Nearly one in five first-time homebuyers received help with down payment: CMHC

By The Canadian Press
June 6, 2017 - 8:30am

OTTAWA — Nearly one in five first-time homebuyers received help with a down payment from a family member, according to a survey conducted by the federal housing agency released Tuesday.

Canada Mortgage and Housing Corp. said 18 per cent of first-time buyers polled said they received a gift from a family member as part of their down payment. It was the first time CMHC included the question as part of its annual mortgage consumer survey.

CMHC said first-time buyers who received some financial help with their down payment were less likely to find the process of getting a mortgage easy and straightforward.

"First-time buyers who received a gift from family as part of their down payment were less comfortable than others with their current level of mortgage debt," the agency said.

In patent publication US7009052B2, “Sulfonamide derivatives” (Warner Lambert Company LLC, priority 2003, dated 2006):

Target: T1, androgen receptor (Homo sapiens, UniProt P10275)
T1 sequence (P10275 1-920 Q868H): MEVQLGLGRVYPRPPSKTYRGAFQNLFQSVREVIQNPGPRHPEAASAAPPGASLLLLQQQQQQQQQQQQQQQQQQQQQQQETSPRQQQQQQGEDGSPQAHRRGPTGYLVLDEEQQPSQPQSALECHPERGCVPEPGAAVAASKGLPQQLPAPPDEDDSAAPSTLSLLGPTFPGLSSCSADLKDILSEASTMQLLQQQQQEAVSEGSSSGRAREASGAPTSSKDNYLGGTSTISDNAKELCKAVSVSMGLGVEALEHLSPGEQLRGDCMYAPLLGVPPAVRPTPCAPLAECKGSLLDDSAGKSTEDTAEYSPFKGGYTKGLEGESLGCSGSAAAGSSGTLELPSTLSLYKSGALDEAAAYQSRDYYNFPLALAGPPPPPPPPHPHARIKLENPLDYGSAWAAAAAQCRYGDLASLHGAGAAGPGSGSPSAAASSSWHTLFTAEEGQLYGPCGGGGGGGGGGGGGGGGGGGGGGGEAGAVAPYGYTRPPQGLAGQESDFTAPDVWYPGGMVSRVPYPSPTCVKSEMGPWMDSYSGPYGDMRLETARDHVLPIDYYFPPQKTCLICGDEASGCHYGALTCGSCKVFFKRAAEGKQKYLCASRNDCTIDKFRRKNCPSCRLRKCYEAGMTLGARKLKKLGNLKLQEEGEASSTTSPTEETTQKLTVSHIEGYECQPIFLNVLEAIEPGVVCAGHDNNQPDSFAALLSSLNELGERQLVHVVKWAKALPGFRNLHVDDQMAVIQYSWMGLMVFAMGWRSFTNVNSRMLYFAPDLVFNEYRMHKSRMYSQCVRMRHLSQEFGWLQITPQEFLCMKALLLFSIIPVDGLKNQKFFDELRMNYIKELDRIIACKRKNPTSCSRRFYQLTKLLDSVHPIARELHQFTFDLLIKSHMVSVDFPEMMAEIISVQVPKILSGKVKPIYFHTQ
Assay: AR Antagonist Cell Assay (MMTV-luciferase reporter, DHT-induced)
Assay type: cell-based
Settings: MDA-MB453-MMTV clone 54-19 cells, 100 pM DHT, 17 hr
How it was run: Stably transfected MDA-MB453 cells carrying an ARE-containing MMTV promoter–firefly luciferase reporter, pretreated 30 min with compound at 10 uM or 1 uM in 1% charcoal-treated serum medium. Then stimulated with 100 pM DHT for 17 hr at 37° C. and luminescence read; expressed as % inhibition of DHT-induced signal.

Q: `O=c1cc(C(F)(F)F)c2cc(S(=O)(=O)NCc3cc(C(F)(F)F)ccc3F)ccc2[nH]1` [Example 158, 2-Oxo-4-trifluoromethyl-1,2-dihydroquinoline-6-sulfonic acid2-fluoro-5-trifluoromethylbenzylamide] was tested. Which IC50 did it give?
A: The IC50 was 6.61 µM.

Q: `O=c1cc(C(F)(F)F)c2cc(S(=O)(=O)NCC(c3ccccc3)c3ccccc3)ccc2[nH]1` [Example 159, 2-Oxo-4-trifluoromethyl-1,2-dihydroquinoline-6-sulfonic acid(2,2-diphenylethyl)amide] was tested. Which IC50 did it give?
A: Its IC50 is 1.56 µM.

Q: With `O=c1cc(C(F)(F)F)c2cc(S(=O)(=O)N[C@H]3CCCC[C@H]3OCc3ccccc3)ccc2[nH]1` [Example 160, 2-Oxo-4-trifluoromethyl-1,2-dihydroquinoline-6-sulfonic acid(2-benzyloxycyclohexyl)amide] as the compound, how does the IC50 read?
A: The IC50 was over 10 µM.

The poll found sixty-three per cent of first time buyers who received help from family as part of their down payment were comfortable with their current level of mortgage debt compared with 73 per cent of those who did not receive a gift from family.

"They were also less confident about knowing where to turn in the event that they run into financial trouble. Similarly, they were less likely to have other assets to supplement their needs should they run into financial trouble," CMHC said.

The survey comes amid concerns that record household debt is a key risk for the Canadian economy.

The federal government has tightened mortgage lending rules several times in recent years, including expanding stress tests on mortgages.

The poll found that just over half of buyers were aware of the latest mortgage qualification changes and about one in five noted that the latest changes affected their purchase decision.

CMHC's annual mortgage consumer survey was completed in March online and included 3,002 recent mortgage consumers.

The polling industry's professional body, the Marketing Research and Intelligence Association, says online surveys cannot be assigned a margin of error because they do not randomly sample the population.

The Canadian Press

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